What We Learned At 101st Women’s Met
By Marc Hardin

One of the many enduring beauties of the Greater Cincinnati Women’s Metropolitan Amateur Championship golf tournament staged annually by the GCWGA is that splendid play can come in many shapes and sizes, at any age at any time.

In this summer’s power-packed field at the 101st Women’s Metropolitan at Western Hills Country Club, teenage winner Katie Hallinan and runner-up collegiate Katie Tomassoni represented the long and short of it in more ways than one in the dramatic all-Katie match-play final.

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The younger but more powerful Hallinan, 16, outdrove Tomassoni by as many as 50 yards. Yet the 5-foot-10 Walnut Hills High School rising junior needed every saved shot possible during a remarkable final round to hold off the plucky 5-foot Tomassoni from Mason High School and Tusculum College.

What the 10th-seeded Tomassoni may have lacked in consistent driving length, she more than made up for with a steady short game, unfettered focus and pure moxie. Hallinan, the top seed representing Majestic Springs, lacked experience compared to Tomassoni, from Harmon Golf Club, but compensated with mind-blowing escapability, especially on the final two holes of the final when she converted errant drives into how’d-she-do-that recovery shots that won her the tournament, 1-up.

A day earlier in the quarterfinals and semifinals, former Met champion Cathy Almquist made a mockery of the age gap between she and the youngsters who survived and advanced to the championship match. Hallinan, 32 years Almquist’s junior, was pushed to the brink by the former Ohio State golfer before prevailing, 2-up. It was all-square after 10 holes in Almquist’s tournament return after a few year’s inactivity. At the Women’s Met, you can expect the unexpected. But nobody was surprised that the former champ was once again in hot pursuit of another Met crown against a much younger field.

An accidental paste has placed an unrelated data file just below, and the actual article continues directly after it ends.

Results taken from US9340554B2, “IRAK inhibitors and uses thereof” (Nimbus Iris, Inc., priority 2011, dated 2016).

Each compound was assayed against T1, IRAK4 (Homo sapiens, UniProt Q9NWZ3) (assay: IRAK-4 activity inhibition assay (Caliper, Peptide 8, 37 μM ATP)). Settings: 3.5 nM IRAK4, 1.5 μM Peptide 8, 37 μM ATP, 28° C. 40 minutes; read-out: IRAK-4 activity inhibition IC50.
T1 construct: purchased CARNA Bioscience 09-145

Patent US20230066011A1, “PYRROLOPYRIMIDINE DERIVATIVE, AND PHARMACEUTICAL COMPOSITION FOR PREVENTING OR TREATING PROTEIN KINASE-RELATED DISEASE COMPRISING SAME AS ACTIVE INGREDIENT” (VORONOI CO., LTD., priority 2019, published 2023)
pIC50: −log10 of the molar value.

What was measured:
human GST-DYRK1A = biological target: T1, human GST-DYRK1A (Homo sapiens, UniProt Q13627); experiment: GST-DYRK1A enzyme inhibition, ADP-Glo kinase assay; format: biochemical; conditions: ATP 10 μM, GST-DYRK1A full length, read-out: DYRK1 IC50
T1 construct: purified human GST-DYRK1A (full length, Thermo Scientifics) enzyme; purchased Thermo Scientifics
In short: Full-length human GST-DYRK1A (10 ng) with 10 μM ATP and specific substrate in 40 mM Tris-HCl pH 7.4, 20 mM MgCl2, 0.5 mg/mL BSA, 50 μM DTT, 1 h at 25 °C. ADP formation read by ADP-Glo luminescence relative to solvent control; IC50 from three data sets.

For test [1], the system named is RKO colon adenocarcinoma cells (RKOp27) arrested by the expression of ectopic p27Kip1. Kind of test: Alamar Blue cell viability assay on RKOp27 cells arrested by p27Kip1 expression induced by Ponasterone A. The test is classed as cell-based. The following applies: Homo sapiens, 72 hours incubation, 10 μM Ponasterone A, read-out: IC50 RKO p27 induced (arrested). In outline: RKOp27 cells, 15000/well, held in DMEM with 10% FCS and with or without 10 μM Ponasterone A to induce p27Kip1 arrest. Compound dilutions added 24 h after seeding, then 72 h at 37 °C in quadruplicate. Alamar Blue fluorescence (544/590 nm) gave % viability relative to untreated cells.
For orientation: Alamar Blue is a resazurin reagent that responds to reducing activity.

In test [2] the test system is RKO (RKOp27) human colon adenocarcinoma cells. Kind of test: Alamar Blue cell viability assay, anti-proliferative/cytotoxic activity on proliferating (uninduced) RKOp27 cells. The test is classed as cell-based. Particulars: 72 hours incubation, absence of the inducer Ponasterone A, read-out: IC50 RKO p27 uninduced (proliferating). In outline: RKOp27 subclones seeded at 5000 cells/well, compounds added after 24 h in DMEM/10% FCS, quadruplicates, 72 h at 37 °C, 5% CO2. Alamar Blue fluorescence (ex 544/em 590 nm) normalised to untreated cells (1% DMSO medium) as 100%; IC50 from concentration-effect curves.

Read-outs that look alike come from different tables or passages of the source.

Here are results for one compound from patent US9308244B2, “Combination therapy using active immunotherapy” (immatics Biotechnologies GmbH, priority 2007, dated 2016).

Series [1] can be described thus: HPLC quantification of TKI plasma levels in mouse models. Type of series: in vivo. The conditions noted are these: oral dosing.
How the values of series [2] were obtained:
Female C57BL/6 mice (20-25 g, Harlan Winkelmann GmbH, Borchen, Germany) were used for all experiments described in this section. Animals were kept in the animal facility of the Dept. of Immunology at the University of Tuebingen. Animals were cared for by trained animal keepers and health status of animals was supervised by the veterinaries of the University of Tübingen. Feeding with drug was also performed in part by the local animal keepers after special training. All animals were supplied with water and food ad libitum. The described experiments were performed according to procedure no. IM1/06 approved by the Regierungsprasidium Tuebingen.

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Here are some additional takeaways as we have a final look at the 101st Women’s Met:

YOUTH SERVED WARM: Hallinan’s victory continued a recent trend and followed Hanna Lee’s win last year when the Xavier University golfer defeated 15-year-old junior champion Fai Khamborn in the final of the 100th Women’s Met. It was the tournament’s second 16-year-old winner in eight years (Emily Wright, 2009). The last over-40 champion was Almquist in 2008. Every winner but one since then has been college-age or younger. Fittingly, this year’s finalists praised the play of their elders while the ladies were highly complimentary of the girls.

AGE MERELY A NUMBER: A young veteran, former tournament champ Allison Schultz, also put up a fight while representing the older vanguard. The former Toledo golfer gave Hallinan her toughest match before losing in 20 holes in the quarterfinals. Hallinan was 2-up after 16. Undaunted, Schultz won the next two, squaring it up and pushing the match to extra holes.

HALLINAN’S HOPES: Unwilling to take a back seat to no one, the youngster dropped a hint that the tournament may be hers when she routed reigning Ohio prep big-school champion Kellen Alsip 5 and 4 in the first round of match play. Hallinan was state runner-up to Alsip. The Walnut Hills standout is the top returning girls’ high school golfer in Greater Cincinnati and a favorite to win the individual state crown this fall.

TOMASSONI’S GRACE: She already was expecting to take a beating from Hallinan on tee shots in the final, but Tomassoni showed sportsmanship instead of gamesmanship and was confident enough in her play that she permitted Hallinan to use a shared coach as her caddy. Local PGA pro Kevin O’Sullivan coaches both girls. Having already caddied for a Met winner in Wright, he offered his services if either Hallinan or Tomassoni made the final. When both advanced, O’Sullivan kept his promise, but only after receiving a blessing from Tomassoni, who had her boyfriend, a college golfer, on the bag. O’Sullivan caddied for Hallinan and the rest is history, but Tomassoni’s decorum was nothing but elegant.

PUTTING THE GREAT IN GREATER CINCINNATI: All 12 flight finalists at the 101st Women’s Met came from 12 different clubs demonstrating more than ever that the area’s female talent is spread out and not necessarily concentrated at just a few clubs. Flight winners were Ashton Oaks’ Mackenzie Laumann (first flight), Blue Ash’s Emma Romine (second flight), Clovernook’s Leslie Huesman (Joan Comisar flight), Four Bridges’ Tereza Riccella (Jane DeGroff flight) and Vineyard’s Diane Torrance (Judy Diem flight).